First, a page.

HoneyHoney, an L.A.-based duo, performs in Beaver Creek Sunday night | VailDaily.com
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HoneyHoney, an L.A.-based duo, performs in Beaver Creek Sunday night

Shaena Roth
Daily Correspondent
HoneyHoney performs in Beaver Creek Sunday.
Special to the Daily |

Through a twist of universal fate, a midwesterner turned television actress and a New York City-born musician both found themselves searching for something bigger and better in the City of Dreams. When they were introduced by a mutual friend and began informally songwriting together, Suzanne Santo and Ben Jaffe quickly realized they had found what they were searching for.

Honeyhoney and its uniquely fresh mix of folk, jazz, blues and rock was born during the duos first meeting.

“The second song we wrote together is one of our biggest songs that we pretty much close every show with,” Santo said during a recent phone interview. “When we wrote it, we were like ‘This is great, we actually have a cool little band here.’”

Santo found herself on the West Coast as a 19 year old chasing love, which ended shortly after her move. Jaffe was intending to move to New York City to go to college when a family friend offered him a room in Los Angeles for free. Both had never thought of living in L.A., but “it just opened itself up to me,” Jaffe said.

In order to make a living, Santo started working as a TV actress on shows such as Law & Order and Blind Justice while continuing to sing and play violin on the side. Jaffe was working writing music for TV and film. Their chance meeting at a party led to an instant connection, and honeyhoney’s star has been rising ever since.

Their studio debut, the EP “Loose Boots,” was released in 2008 on Kiefer Sutherland’s Ironworks Music label, and shortly after they began a tour opening for the popular band Lifehouse. Since the release of their second album, “Billy Jack,” they have had songs used in commercials, played sets at SXSW and Coachella and their song “Thin Line” was featured on the CBS show Vegas.

They perform at the Vilar Performing Arts Center in Beaver Creek on Sunday evening as part of the Underground Sound series.

DEFYING GENRES

Honeyhoney’s sound is not easily classified into one specific genre of music. Santo’s voice is both bluesy and modern country, upbeat and sultry. Songs alternate between her fiddle weaving folk melodies and Jaffe’s rocking guitar solos. The band cites extremely diverse influences — from Hank Williams and Elton John to Erykah Badu.

“There’s so many influences, and you kind of see that in the music,” Santo said. “We’re not a folk band or an Americana band or a bluegrass band. We’ll slip in some rock ‘n’ roll with a side of jazz.”

But Jaffe and Santo disagree about whether their diversity is a blessing or a curse. Santo describes it as “a real luxury to do whatever songs we want” when other musicians are limited by their genre.

Jaffe disagrees.

“I actually don’t think it’s a luxury,” he said. “We did this by choice, it’s a choice that’s available to anyone and we did it consciously and have sacrificed as a result of it.”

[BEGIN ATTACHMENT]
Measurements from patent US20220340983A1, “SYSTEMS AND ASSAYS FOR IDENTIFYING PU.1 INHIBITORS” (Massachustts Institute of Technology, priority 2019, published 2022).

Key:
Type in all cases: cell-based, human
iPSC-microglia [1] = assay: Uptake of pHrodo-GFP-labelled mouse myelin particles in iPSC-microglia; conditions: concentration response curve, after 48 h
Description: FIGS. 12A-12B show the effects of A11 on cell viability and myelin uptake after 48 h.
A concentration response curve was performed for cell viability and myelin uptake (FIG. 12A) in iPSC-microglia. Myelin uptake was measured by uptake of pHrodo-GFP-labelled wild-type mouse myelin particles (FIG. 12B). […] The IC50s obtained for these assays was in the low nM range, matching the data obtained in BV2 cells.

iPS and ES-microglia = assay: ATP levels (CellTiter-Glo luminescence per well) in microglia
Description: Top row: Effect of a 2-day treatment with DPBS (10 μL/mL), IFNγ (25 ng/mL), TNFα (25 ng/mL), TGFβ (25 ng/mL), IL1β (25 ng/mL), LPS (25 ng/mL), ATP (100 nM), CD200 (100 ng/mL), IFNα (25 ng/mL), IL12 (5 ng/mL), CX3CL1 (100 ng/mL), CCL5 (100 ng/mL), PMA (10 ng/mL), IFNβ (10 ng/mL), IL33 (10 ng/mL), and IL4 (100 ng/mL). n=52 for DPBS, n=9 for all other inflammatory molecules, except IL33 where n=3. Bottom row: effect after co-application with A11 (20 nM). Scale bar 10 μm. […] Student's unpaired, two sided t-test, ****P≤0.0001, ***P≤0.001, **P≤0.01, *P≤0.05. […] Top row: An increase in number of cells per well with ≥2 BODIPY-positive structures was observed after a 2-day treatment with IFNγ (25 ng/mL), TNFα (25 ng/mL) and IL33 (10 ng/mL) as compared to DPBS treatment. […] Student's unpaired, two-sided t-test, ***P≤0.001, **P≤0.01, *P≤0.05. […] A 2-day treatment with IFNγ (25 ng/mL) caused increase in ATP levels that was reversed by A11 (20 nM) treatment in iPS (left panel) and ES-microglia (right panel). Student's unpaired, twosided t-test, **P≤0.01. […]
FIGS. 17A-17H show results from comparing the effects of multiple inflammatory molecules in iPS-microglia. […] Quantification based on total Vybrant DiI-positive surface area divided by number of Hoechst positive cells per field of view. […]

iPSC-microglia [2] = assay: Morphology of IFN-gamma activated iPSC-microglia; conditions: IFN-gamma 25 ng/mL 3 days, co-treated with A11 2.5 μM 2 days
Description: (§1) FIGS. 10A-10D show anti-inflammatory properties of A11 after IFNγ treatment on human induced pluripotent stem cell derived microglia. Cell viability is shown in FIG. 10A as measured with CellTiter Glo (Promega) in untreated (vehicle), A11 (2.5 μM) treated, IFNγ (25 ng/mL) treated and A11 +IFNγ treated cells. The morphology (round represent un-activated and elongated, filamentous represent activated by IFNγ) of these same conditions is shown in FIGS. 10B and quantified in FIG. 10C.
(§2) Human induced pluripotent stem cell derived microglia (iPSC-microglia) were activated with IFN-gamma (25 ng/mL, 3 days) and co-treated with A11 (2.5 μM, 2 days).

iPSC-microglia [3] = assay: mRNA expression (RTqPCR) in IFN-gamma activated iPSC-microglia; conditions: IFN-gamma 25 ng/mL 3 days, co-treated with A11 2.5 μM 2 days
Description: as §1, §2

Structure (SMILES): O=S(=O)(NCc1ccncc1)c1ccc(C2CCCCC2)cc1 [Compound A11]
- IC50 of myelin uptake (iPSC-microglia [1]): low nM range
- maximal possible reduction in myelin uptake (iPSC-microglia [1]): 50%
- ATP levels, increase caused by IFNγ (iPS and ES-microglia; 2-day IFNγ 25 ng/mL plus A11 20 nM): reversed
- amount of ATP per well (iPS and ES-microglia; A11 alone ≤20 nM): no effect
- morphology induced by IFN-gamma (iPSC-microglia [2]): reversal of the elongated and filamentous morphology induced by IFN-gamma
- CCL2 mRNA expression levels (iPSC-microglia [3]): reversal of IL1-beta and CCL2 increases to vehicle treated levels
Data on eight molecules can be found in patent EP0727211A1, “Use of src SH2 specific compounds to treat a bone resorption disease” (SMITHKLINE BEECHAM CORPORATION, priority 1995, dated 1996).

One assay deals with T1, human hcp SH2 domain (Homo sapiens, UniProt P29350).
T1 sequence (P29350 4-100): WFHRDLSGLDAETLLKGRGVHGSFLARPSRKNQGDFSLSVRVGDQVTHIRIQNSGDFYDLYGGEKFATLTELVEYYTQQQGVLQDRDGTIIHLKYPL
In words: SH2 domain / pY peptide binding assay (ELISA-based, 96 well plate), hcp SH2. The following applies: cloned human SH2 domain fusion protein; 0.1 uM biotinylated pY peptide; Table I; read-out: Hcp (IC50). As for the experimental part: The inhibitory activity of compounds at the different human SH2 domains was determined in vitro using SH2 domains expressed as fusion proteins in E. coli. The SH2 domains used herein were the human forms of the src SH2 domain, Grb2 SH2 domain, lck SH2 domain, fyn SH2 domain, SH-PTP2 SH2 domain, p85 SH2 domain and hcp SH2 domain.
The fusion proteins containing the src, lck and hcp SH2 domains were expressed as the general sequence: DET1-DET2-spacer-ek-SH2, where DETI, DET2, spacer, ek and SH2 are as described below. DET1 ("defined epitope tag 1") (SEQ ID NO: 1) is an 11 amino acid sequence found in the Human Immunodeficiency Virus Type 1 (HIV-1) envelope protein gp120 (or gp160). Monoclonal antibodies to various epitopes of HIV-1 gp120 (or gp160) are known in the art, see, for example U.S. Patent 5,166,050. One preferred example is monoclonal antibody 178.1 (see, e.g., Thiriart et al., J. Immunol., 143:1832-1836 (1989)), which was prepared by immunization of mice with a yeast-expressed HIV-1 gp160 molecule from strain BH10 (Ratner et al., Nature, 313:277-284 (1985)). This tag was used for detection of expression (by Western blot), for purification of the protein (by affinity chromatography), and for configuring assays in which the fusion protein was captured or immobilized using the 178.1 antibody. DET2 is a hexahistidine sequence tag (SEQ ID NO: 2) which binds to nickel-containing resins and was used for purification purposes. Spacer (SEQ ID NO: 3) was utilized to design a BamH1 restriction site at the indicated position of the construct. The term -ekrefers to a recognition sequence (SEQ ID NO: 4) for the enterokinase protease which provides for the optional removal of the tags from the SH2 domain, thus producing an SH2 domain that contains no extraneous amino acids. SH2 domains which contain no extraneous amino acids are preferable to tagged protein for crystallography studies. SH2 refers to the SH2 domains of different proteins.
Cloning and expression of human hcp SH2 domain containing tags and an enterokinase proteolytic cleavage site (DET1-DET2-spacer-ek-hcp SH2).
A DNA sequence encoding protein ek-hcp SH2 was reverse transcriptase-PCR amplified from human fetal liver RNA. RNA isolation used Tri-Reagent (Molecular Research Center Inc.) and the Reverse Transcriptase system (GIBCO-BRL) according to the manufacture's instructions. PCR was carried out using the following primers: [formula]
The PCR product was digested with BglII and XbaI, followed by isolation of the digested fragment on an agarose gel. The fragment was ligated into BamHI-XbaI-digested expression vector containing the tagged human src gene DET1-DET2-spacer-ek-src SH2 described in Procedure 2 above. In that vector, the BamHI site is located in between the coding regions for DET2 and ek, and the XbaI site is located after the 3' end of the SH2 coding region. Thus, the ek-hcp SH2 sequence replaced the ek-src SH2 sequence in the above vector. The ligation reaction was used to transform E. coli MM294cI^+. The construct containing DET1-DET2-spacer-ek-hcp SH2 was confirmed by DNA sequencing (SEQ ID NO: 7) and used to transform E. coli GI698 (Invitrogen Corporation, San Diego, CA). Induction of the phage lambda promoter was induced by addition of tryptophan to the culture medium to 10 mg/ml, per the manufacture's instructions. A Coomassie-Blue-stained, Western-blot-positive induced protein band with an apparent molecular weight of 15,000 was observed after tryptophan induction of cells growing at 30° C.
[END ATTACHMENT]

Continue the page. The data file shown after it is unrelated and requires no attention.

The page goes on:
During the years, the duo has deepened their connection and even come to describe themselves as soul mates. This has resulted in intense writing sessions and songs with deeply personal lyrics.

“We’ve gotten to a point with each other where we can spontaneously create something from scratch that we’re happy with. That’s a rare thing, and it really feels like an accomplishment,” Jaffe said.

BUMPS IN THE ROAD

The rise of honeyhoney to their current status did not happen easily. They parted with Ironworks Music after their first album and created their own record label. After their second album, released in 2011, they changed directions again.

“After we released our second record, ‘Billy Jack,’ we had kind of like a slow shedding of our skin,” Jaffe said. “We ended, amicably, a bunch of our business relationships that had made up the first six years of the band.”

The band then set out on a tour they funded through a Kickstarter campaign, in which they raised just over $24,000. They also invested a lot of their own money into recording songs in different cities while they toured.

“By being on our own we got a real look at what we actually were,” Jaffe said. “Our strengths and weaknesses showed because we couldn’t lean back on anybody else like we had been doing for years.”

The band had to learn the ins and outs of the music industry. They booked and promoted their own shows and dealt with all the details of a tour, while still writing and recording songs. Eventually, the pressure got to them.

One time, their tour van broke down three times on the way to a show in New Mexico and they were literally towed into the venue parking lot.

“We’ve cried a lot in vans and cities randomly. That’s how dark times have been but also awesome,” Santo said.

It came down to a choice between focusing on the business side of things and focusing on their music.

“As a musician, you have this ultimate goal of being able to communicate with music at the highest possible level,” Jaffe said. “That’s something that can take every single hour of every single day. When you’re running your business, that’s something that can also take every single hour of every single day.”

Just last week, honeyhoney signed a new record deal with Rounder Records. They are set to start recording their third album in December with someone Jaffe describes as “a badass producer.”

“Obviously if they’re investing in us, they’re going to want to hook us up with the best people possible,” he said.

After learning a few lessons the hard way, a new door has opened for this sweet duo.


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